Bond Prices Explained

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Bonds offer income and preservation of value on maturity. Between when a bond is issued and when the bond matures the market value of that bond will fluctuate daily. Why? Because interest rates fluctuate every day. An easy way to remember this is to think of a see-saw. When rates go up, bond prices fall. When rates go down, bond prices rise.

Think of it like this: Each day investors bring new money to the bond market for investing. Let’s say a bond issued some time ago paid 6%. And let’s assume that interest rates paid by similar bonds that are being issued today have risen to 7%. If both bonds were offered at $1,000 each, which one would you want to purchase? The 7% bond, of course, because it would pay you more income.

But what if the people who owned 6% bonds wanted to sell them? What would they have to do to persuade you to buy their bonds? They would have to lower the price of their bonds (discount it) until it became attractive to you. That’s why the prices of already issued bonds go down when interest rates go up. And when interest rates fall, bond values go up because the higher interest they pay is more valuable. Bond prices always move in the opposite direction of interest rates.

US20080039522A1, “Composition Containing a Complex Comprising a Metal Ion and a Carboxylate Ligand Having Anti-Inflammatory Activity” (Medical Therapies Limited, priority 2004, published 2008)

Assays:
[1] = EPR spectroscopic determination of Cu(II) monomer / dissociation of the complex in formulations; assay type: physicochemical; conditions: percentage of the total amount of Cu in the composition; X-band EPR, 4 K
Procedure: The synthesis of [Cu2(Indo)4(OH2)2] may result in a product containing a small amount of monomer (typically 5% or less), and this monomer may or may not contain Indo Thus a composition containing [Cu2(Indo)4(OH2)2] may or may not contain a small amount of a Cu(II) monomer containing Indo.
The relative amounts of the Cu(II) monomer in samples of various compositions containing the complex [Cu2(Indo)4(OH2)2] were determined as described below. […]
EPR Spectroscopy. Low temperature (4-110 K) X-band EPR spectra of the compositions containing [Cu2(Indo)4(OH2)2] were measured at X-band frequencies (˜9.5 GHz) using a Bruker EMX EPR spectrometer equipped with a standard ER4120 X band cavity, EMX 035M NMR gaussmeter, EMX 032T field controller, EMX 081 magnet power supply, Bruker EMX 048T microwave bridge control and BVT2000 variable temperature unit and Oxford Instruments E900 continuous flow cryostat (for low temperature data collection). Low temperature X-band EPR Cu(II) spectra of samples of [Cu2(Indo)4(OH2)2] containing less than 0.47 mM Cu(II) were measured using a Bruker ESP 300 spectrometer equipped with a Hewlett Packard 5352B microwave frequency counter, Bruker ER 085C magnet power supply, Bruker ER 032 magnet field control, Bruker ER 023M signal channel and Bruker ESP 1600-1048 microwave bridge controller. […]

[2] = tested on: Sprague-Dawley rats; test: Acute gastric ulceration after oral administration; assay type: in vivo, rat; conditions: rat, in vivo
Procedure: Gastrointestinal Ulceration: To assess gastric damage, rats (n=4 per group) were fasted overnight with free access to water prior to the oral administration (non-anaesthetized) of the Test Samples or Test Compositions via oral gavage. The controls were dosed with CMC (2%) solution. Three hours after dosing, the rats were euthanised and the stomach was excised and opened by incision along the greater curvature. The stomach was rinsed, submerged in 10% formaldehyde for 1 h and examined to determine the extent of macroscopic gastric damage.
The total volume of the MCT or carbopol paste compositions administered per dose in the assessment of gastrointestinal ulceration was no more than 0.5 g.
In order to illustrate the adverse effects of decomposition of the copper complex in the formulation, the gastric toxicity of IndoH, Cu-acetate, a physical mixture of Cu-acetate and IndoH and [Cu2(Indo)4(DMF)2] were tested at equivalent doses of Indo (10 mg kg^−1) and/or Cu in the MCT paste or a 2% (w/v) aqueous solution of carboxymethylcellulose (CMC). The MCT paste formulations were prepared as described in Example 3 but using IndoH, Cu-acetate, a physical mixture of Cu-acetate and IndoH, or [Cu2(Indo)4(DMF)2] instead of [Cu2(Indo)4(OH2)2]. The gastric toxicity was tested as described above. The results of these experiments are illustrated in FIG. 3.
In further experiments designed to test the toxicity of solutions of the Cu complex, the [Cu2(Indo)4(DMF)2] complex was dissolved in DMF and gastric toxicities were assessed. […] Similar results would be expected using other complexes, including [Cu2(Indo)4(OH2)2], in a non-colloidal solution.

In general the bond market is volatile, and fixed income securities carry interest rate risk.  (As interest rates rise, bond prices usually fall, and vice versa.  This effect is usually more pronounced for longer-term securities.)  Fixed income securities also carry inflation risk and credit and default risks.  Any fixed income security sold or redeemed prior to maturity may be subject to substantial gain or loss.  The bonds are subject to availability.  Bonds are subject to interest rate, market, inflation and credit risks.  Bonds that are rated by Moody’s at Ba or below are considered to have speculative elements and the repayment ability of the issuer is not assured.